Wayne and FrogSo, on the way to Connie’s soccer practice, I’ll go by our polling place at the union hall on Colgate Rd. tonight. Connie will go into the polls with me and she’ll mark the ballot as she always does. We’ll first vote for at-large city council candidates and, perhaps, a council candidate from this district. Then we’ll have one more conversation before I tell which of the mayoral candidates to mark. Connie likes both the candidates, but the fact that Connolly came to our house won her over to the councilor’s side. I won’t be voting for someone who is with me on this issue I’m most passionate about, but I will vote (and assume a measure of responsibility for) a candidate who says he’s committed to making Boston work for ALL its people. At least I’ll be off the pot…



Filed under Just Parenting

6 responses to “Get off the pot!

  1. Angela

    PI, when the Walsh campaign talks about their interest in ALL of Boston, I know they are excluding me and my neighbors. At the risk of being dismissed as an example of a stereotype I’m attempting to overcome, I will say that I cannot vote for Mr. Walsh because his campaign has completely written off the downtown neighborhoods where I live. We are considered too prosperous and apathetic to be courted, much less listened to. No one would argue that the concerns of the wealthier neighborhoods should occupy the attention of City Hall in equal measure to intractable challenges with roots elsewhere in the city. But the downtown neighborhoods of Back Bay, Beacon Hill, Fenway/Kenmore, West End, etc. are not just businesses and landmarks and a parade route for our victorious sports teams – there are real people and families here. Walsh may be a stand-up guy on his own, but the reverse snobbery of his campaign has inserted a divisiveness that speaks poorly for his potential administration. I believe John Connolly will be the better steward for all of Boston.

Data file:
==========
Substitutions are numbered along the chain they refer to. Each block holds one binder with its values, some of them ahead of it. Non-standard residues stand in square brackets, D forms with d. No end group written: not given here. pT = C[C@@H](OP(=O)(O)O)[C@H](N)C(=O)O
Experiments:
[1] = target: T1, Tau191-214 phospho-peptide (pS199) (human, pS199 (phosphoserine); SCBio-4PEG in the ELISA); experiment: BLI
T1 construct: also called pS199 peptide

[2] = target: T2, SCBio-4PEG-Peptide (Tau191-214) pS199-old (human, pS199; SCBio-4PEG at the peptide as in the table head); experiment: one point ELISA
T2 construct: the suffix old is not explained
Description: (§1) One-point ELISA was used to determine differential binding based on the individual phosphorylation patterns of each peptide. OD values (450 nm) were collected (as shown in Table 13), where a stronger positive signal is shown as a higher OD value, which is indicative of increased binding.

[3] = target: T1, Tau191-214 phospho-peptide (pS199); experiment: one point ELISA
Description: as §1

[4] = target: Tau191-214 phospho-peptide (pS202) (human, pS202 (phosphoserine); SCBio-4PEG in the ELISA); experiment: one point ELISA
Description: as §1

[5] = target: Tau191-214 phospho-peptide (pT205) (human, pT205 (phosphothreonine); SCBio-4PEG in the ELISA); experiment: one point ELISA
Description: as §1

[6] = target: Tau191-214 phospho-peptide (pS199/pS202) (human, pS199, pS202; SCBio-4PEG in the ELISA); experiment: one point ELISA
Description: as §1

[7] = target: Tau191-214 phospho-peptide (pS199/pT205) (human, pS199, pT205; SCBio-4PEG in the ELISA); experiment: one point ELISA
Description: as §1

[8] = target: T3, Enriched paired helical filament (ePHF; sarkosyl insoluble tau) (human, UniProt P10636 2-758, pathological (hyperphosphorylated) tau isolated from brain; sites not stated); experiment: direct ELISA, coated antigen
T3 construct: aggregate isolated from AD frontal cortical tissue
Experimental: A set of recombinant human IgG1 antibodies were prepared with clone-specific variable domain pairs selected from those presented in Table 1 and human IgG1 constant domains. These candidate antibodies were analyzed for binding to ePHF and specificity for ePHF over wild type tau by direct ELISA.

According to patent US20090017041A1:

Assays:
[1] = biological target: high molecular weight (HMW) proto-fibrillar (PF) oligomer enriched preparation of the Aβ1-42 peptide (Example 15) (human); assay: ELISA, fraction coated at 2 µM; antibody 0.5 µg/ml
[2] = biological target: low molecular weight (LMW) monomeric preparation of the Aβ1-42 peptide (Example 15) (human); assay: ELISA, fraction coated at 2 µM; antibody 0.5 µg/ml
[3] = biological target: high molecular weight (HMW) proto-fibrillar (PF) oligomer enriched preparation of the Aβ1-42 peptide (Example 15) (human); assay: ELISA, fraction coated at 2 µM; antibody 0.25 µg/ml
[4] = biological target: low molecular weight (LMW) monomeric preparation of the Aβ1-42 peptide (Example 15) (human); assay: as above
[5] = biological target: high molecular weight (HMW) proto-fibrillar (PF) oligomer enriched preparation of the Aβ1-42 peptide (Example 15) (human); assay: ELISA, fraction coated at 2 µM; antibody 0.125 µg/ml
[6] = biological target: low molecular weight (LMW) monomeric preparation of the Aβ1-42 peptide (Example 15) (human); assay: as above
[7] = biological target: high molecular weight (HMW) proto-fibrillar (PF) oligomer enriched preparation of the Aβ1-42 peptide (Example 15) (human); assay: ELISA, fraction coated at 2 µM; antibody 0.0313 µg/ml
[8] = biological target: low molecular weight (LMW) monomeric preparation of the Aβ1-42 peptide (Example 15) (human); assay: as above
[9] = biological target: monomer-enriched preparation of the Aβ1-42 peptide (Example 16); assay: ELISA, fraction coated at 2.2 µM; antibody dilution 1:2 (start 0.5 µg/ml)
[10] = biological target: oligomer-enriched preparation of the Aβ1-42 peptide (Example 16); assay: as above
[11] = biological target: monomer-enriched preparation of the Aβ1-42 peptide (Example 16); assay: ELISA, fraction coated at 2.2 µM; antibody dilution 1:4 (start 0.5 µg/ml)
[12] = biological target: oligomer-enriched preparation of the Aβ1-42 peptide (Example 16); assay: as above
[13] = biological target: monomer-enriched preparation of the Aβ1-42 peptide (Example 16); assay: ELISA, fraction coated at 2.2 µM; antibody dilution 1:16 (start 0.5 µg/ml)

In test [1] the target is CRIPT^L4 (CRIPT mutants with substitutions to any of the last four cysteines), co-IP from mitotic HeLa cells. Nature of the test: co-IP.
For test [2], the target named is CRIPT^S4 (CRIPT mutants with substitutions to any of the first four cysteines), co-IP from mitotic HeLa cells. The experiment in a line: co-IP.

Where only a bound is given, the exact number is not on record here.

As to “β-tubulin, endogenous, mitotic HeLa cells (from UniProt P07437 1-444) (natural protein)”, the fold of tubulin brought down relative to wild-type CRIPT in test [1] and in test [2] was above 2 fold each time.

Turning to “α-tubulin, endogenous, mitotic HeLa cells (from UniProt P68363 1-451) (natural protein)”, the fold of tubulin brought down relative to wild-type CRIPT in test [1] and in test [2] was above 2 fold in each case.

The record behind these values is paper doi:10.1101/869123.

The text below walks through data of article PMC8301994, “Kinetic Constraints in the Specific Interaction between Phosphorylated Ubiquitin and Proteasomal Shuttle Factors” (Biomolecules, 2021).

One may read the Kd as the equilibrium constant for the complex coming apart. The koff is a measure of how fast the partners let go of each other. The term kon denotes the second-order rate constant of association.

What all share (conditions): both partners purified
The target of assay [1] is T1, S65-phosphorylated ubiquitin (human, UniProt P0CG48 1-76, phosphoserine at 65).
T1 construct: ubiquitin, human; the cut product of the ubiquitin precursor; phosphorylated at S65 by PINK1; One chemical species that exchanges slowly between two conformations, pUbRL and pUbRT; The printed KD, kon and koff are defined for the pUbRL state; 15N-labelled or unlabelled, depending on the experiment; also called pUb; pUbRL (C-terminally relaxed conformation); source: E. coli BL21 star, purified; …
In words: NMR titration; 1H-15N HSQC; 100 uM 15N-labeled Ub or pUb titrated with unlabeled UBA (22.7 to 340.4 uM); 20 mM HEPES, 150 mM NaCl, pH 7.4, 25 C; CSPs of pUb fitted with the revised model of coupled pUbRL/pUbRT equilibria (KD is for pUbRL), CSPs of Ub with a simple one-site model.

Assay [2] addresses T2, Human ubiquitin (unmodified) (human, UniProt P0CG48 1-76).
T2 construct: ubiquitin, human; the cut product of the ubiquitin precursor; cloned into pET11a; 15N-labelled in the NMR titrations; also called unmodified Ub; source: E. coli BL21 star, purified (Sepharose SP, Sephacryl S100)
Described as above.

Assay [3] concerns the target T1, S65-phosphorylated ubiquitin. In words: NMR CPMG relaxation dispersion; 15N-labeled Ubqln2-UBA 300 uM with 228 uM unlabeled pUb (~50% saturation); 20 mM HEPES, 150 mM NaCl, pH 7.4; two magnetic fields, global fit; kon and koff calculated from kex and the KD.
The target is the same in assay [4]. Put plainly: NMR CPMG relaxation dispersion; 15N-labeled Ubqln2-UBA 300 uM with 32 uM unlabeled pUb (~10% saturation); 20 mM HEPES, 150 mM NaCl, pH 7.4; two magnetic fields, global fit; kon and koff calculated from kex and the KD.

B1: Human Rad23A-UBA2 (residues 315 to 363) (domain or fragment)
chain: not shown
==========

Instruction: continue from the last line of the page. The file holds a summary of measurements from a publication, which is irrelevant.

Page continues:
2. Thanks, Angela. I wish more people would respond here. I’ve gotten many comments to me, personally, but you’re the first to offer your thoughts here. I think Walsh is honest about his interest in becoming the Mayor of all of Boston, but I agree that his campaign and his independent supporters haven’t always projected that. For me, personally, it is a tough one. I feel that downtown has made out pretty well over the Menino years, so I think it is refreshing to see a campaign focused more on the other neighborhoods, but I do understand your concern.

    • Angela

      PI, don’t make me talk about my go-to issue of the lack of public elementary schools in my BPS desert. I became aware of your blog sometime after Mr. Menino made his ‘neighborhood schools’ speech in January 2012 and I sought to become more educated about BPS. Now that we are both drinking the cod liver oil that is BLS, I am ever more the devoted reader. The tone of your blog has kept out the snarkiness that is too common in online back-and-forth these days, so I do wish your readers would share the wealth with others and comment online too. Go get that red-white-and-blue sticker.

      • I’m happy to hear you talk about your desert, or any other desert! I should say that the private comments are all telling me to get a life and say something that tries to convince others on an important issue. I guess I should rename this, “Hand-wringer Imperfect.”

  3. Laura

    PI, here is another perspective — I’ve just read this article today:
    It will be exciting to see what happens, whatever the outcome of the election.